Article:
JUNE GARDEN CALENDAR

CandideZA
Published on June 1st 2021
125
A close up of a flower
The bare trees and fallen leaves signify that the garden is moving into its annual resting period... but now is not the time for those green fingers to rest. Grab your coat and sharpened secateurs, there’s lots to do in the garden in June!
Garden tasks to take care of this month:

MUST dos this month!

  • June is the perfect time for planting trees, including fruit trees, as they go dormant during winter. Read more here about how to plant a tree.
  • In frost-prone areas provide protection to frost tender plants.
  • Add a thick layer of mulch around shrubs and trees to protect the roots.
  • Prune deciduous trees that need their canopies thinned and start pruning early variety fruit trees that have shaken off all their leaves at the end of the month. Do not prune trees that flower in spring e.g. Cape may (Spiraea cantoniensis) and Wild pear (Dombeya rotundifolia). Pruning stimulates new growth so do not prune tender plants in frost-prone areas.
To brush up on your pruning skill, dig into the first article of our PRUNING series:
  • Do enjoy Aloes, Camellias and Magnolias bursting into bloom this month.
A colorful bird perched on a tree branch

General tasks

  • Keep raking fallen leaves and add them to the compost heap or use as a mulch.
  • Adjust watering to accommodate for the lower temperatures, but do ensure that you maintain a regular watering program.
  • Allow your lawn to grow longer before mowing, this will provide insulation for roots against the cold.
  • Add winter colour to your garden by planting hardy annuals like Primulas, Calendula, Stocks, Violas and Petunias; feed once a month with liquid fertiliser.
  • Feed, water and deadhead bedding plants and add a layer of mulch to protect them from winter’s cold.
  • Now is the time to take hardwood cuttings of shrubs and trees. Here’s how to do it!
  • Prune summer and autumn flowering plants like Ribbon bush, Barleria, Plumbago and Tecoma, and trim summer-flowering salvias in warm areas.
  • Pick sweet pea flowers every few days to encourage further growth and feed plants every two weeks with a granular fertilizer high in potassium.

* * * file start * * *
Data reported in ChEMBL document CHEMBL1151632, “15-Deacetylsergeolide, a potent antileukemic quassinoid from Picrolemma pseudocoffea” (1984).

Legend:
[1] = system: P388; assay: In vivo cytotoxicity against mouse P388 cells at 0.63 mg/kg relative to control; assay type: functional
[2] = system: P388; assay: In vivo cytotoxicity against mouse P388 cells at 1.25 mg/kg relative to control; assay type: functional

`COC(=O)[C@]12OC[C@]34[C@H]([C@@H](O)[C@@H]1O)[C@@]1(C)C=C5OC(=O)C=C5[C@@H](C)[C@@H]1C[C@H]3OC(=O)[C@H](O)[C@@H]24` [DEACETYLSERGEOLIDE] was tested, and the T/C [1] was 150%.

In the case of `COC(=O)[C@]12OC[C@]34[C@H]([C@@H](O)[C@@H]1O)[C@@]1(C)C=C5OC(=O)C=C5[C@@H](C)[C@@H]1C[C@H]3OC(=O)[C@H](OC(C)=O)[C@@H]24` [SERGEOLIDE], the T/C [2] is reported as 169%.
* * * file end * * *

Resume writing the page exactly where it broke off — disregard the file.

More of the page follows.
• Winter is also the time for hard-landscaping maintenance like fixing fences, paths and paving, or to sort out your potting shed.
  • Send your lawnmower in for an annual service and attend to gardening tools.
Now is the time to sharpen and oil your pruning equipment.

Rose care

  • Remove dead and diseased roses, and prepare holes for transplanting or planting new ones.
  • For more rose care information check out @ludwigsroses' step-by-step rose care guide for June month.
A close up of a flower

Food garden

  • Prune overgrown herbs and compost.
  • Harvest peas two to three times a week to encourage flowering and pod production.
  • Stake fava beans and Brussel sprouts to provide extra support.
  • Feed Brassica crops monthly with a nitrogen-rich fertiliser.
  • Cover tender crops for protection against frost.
  • Sow oriental vegetables like Chinese cabbage, mizuna, pakchoi and tatsoi.
  • Prepare beds for permanent crops like asparagus, rhubarb, chives and artichokes.
  • Harvest Jerusalem artichokes now - lift with a fork to not damage the tubers.
  • Thin out citrus fruits if branches are starting to droop and are in danger of breaking.
  • Feed citrus trees in June/July.
A fruit hanging from a branch

Pest Patrol

  • Inspect brassicas and nasturtiums for aphids and cabbage white butterfly caterpillars.
  • Thrips and aphids on tulips and other bulbs.
  • Whitefly on salvias, mint, beans and fuschias.
  • Scale on roses.
  • Italian cypress aphids on conifers.

Flowering this month

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